randomly selecting multiple items from a list help please

Freeform discussion about anything related to modding Transcendence.
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relanat
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Thu Jan 10, 2019 11:11 pm

Although it isn't a very complicated task, is there is an easy way to select two or more items randomly from a list?

Wanting to damage between 2 to 4 of the 5 installed weapons on the CSC-II Earth in the Network mod to simulate battle damage. So I think a list of 2 to 4 weapons selected randomly is needed so the weapon property can be set to 'damaged'.

Using 'random' on the list of the CSC's installed weapons would work for one weapon but using it more than once has a chance of selecting the same weapon again.

Is there a simple way of selecting 2-4 of 5 items in a list without having to use code to check if an item is already selected? All I can think of is using for/enum/lnkAppend or similar with a check that the item hasn't already been appended but this seems a bit longwinded.
Or is there another way to only damage 2-4 of the weapons? TIA.

Derakon
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Fri Jan 11, 2019 2:17 am

Generate a random number in [0..4]. That's your first index. Add 1d4 and mod 5 it; that's your second index. Damage those two devices.

(This only works for damaging exactly 2 devices though. If you want to do more, recommend you shuffle [0, 1, 2, 3, 4], then pick a random number of indices off the front of the shuffled list)

NMS
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Fri Jan 11, 2019 7:56 am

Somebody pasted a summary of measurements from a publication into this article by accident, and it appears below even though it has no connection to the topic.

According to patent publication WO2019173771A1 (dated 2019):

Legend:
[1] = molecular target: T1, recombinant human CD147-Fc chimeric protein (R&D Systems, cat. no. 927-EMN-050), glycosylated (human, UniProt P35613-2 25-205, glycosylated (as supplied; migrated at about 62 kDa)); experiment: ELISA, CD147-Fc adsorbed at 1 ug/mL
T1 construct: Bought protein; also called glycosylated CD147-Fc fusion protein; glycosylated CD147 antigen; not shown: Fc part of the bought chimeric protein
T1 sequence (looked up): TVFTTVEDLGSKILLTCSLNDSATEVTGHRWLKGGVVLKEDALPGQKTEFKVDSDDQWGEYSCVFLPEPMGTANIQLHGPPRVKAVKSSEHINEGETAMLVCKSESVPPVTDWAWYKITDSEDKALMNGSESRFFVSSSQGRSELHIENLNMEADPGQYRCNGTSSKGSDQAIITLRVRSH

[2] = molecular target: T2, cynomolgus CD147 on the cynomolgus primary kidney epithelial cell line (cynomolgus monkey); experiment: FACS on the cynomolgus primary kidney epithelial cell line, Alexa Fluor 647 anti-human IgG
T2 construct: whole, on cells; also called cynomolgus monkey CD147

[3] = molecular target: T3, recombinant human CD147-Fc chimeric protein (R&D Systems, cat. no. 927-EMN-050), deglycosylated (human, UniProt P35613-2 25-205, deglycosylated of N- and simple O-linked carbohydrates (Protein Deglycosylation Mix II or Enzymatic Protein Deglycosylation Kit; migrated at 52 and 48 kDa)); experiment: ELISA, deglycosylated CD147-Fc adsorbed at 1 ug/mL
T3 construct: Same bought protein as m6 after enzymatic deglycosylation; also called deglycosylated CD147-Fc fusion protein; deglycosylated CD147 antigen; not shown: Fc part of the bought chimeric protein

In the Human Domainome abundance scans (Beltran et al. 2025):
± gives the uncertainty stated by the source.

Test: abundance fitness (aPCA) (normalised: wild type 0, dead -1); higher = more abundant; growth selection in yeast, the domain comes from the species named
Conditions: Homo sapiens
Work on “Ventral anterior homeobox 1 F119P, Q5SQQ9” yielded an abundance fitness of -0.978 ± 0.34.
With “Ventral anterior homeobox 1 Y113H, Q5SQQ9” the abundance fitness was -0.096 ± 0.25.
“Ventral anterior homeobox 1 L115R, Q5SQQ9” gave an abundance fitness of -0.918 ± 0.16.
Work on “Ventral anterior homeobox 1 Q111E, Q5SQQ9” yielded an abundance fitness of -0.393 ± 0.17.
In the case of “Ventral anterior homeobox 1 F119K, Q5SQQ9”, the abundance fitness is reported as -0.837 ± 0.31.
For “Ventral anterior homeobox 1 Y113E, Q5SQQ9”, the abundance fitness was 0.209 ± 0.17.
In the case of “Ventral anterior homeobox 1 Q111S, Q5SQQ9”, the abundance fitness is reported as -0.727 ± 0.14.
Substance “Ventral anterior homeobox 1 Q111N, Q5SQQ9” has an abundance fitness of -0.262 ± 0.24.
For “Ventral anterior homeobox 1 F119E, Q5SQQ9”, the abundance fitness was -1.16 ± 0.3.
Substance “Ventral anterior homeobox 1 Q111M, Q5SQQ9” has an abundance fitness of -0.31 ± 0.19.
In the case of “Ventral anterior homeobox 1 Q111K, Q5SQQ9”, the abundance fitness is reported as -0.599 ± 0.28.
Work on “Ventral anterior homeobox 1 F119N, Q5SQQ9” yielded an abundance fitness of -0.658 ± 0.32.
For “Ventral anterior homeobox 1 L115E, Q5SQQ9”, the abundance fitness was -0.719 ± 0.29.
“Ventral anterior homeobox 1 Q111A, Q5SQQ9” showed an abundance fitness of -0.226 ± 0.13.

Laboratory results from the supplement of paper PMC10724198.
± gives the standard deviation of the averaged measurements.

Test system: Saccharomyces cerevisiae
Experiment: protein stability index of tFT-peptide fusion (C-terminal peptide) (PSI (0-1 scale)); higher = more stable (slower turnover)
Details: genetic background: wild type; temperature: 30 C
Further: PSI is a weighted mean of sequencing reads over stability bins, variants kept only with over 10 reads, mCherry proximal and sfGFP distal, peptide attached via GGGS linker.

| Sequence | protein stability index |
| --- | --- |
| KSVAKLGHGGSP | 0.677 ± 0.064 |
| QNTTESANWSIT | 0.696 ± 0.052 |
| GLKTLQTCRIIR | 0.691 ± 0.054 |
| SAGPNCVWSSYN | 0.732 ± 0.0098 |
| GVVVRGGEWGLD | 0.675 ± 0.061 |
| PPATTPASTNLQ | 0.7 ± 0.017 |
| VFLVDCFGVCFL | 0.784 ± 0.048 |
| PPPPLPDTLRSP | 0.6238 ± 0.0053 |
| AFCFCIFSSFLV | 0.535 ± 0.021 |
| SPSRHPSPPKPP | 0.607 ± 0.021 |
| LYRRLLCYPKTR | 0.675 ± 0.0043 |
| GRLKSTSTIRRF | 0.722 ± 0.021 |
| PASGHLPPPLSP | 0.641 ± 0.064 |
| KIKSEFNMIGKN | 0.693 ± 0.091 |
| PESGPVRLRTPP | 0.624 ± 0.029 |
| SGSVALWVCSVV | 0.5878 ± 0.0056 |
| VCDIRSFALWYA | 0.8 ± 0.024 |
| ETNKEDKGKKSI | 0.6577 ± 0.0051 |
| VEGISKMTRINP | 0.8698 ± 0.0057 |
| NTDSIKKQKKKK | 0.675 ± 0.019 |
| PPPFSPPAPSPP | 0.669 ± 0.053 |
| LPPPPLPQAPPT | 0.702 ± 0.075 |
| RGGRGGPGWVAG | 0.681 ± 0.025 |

(subset (shuffle itemList) 0 n)

relanat
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Tue Jan 22, 2019 12:47 am

Awesome. Thanks. I figured there had to be an easy way.

What does 'mod' do in the first example? The two examples in the source code don't help much. And does it matter if it is (mod 5 n) or (mod n 5)? I think that's what is meant.

Derakon
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Tue Jan 22, 2019 5:24 am

relanat wrote:
Tue Jan 22, 2019 12:47 am
Awesome. Thanks. I figured there had to be an easy way.

What does 'mod' do in the first example? The two examples in the source code don't help much. And does it matter if it is (mod 5 n) or (mod n 5)? I think that's what is meant.
Mod is also known as % or the remainder operation. X % Y is "whatever is left over after dividing X by Y". So for example, 12 % 5 is 2, 8 % 5 is 3, and 16 % 4 is 0. The nice thing about % is that it readily gives you a number from 0 up to your divisor minus 1.

relanat
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Fri Feb 01, 2019 2:41 am

Thank you. This page is going in the helpful info folder.

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